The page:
THE United States on Wednesday returned to the Philippines more than $1.3 million of ill-gotten wealth acquired by former Armed Forces of the Philippines (AFP) Comptroller General Carlos Garcia.
The money was believed to be laundered to the United States by Garcia.
A statement from the US Embassy in Manila said an investigation conducted by its Department of Homeland Security led them to two Citibank accounts in New York and a condominium at the Trump Tower in Manhattan, New York.
The US Attorney's Office for the Southern District of New York then initiated civil forfeiture proceedings against those assets and eventually obtained default judgments of forfeiture, the statement added.
The net proceeds resulting from the sale of the condominium and the funds from the two Citibank accounts amounted to $1,384,940.28.
This was presented to Ombudsman Conchita Carpio-Morales through the form of a check by US Ambassador to Manila Philip Goldberg.
"Battling public corruption is a challenge that all countries face, including the United States. Meeting that challenge is vitally important to ensure public confidence in the honesty and integrity of public servants," Goldberg said in the same statement.
He added that since retiring as justice from the Supreme Court and eventually serving as Ombudsman, Morales "has been tireless in the investigation and prosecution of public corruption cases."
"The United States is very pleased to be able to assist Ombudsman Morales and her office whenever possible," Goldberg said.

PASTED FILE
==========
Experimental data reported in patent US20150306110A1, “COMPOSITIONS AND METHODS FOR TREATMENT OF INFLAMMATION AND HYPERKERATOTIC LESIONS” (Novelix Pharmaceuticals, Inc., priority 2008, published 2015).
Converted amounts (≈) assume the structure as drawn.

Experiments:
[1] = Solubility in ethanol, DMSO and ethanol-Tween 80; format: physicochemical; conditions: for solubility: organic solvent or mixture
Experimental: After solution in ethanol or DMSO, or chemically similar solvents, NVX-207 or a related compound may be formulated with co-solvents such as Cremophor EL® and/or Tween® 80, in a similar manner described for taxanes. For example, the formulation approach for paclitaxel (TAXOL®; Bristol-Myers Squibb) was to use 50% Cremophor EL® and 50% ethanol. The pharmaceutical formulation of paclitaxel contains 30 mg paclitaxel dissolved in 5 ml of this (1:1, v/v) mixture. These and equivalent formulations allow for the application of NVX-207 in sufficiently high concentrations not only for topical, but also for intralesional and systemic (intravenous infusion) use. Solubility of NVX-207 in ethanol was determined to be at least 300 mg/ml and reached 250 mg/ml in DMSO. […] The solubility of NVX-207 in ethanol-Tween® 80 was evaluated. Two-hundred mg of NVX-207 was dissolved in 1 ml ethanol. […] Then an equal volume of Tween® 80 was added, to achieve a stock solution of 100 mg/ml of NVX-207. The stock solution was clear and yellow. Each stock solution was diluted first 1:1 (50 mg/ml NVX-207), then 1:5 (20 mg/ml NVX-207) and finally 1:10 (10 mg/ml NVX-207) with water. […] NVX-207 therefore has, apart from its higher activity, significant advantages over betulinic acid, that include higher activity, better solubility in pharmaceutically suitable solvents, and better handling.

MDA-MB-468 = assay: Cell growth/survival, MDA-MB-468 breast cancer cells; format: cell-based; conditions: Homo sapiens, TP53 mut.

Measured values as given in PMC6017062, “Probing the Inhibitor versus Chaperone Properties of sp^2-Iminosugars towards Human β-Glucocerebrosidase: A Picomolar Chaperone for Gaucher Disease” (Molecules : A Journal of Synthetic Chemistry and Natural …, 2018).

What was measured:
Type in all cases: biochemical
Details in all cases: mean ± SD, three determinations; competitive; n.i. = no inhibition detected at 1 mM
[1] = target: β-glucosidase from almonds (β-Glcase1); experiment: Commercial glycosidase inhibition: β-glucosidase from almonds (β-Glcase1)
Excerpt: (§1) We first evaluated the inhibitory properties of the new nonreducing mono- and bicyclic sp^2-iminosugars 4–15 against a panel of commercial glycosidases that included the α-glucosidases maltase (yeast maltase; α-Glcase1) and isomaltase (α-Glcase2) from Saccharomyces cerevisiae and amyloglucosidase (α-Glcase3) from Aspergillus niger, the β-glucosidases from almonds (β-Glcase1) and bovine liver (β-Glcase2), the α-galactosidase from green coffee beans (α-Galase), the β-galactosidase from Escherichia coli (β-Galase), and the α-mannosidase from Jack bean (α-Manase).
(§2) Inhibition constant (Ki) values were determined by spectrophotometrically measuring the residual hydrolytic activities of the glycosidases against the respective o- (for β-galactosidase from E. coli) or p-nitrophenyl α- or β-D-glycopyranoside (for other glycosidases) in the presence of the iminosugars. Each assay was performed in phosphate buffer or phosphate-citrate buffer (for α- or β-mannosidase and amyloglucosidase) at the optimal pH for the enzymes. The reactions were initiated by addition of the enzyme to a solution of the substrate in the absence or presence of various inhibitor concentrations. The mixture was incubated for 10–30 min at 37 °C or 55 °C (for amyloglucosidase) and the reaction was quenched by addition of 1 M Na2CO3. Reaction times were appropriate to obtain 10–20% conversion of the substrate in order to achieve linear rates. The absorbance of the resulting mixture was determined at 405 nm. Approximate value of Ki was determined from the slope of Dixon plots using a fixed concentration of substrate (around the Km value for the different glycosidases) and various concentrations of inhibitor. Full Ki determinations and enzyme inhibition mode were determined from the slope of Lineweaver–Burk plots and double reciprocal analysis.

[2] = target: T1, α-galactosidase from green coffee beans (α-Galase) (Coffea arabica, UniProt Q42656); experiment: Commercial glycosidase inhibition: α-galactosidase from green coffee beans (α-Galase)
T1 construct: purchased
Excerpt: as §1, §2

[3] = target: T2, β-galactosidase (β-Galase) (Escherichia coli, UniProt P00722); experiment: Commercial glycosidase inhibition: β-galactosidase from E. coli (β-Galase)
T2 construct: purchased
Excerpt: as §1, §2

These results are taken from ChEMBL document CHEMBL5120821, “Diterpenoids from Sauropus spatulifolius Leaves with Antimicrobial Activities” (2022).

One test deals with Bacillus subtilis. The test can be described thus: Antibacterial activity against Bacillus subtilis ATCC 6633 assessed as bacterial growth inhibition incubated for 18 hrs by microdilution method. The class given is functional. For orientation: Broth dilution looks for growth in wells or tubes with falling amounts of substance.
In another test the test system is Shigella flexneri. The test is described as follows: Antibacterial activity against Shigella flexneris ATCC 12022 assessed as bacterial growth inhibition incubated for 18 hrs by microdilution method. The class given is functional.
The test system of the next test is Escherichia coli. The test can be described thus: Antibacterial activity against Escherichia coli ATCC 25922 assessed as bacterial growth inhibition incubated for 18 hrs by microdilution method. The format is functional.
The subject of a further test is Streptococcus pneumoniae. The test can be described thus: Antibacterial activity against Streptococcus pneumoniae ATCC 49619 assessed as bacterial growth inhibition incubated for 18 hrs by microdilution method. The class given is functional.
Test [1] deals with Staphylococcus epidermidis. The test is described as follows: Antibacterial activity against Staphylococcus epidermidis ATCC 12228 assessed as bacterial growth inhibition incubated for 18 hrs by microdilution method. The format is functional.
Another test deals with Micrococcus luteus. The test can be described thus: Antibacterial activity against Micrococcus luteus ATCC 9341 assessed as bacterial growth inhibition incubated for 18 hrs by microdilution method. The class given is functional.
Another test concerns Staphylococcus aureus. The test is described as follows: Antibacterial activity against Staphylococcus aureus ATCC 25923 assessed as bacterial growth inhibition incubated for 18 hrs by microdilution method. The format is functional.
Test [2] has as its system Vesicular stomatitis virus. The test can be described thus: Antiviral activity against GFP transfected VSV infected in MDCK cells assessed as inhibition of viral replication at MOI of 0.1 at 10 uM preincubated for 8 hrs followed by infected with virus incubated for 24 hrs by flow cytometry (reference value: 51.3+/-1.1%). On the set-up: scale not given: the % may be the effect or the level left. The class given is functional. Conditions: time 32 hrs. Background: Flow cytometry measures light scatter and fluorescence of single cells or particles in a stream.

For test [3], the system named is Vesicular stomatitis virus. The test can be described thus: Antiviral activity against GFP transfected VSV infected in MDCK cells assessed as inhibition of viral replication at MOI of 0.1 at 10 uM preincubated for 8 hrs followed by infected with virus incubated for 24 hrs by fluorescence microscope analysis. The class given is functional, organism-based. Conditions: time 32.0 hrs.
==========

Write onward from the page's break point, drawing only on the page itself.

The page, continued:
In January 2012, the US government initially turned over to the Office of the Ombudsman some $100,000, or P430,000, in cash seized by US customs authorities from Garcia's two sons upon their entry in California in December 2003.
That incident triggered the investigations into the transactions entered into by the former major general while he was still with the AFP.
The Office of the Ombudsman filed criminal cases of perjury, money laundering and plunder against Garcia for allegedly amassing P303.27 million in ill-gotten wealth while serving in the armed forces.
He was eventually convicted of perjury by the Sandiganbayan, but entered into a plea bargain agreement on the money laundering and plunder charges.
Under the controversial agreement, Garcia was allowed to plead guilty and post bail for the lesser offenses if he returns half of the P303.27 million.
Provisions of his plea bargain agreement are still under review by the Supreme Court.
In 2011, former AFP budget officer George Rabusa uncovered before the Senate the armed forces "pabaon" (send-off) system for its retiring chief of staff.
Garcia and General Jacinto Ligot were AFP comptrollers when the system was still in place.
Rabusa said it was Garcia who asked him to divert a portion of the armed forces' provisions for command-directed activities to send-off money, which amounted to not less than P50 million for each chief of staff. (CVB/Sunnex)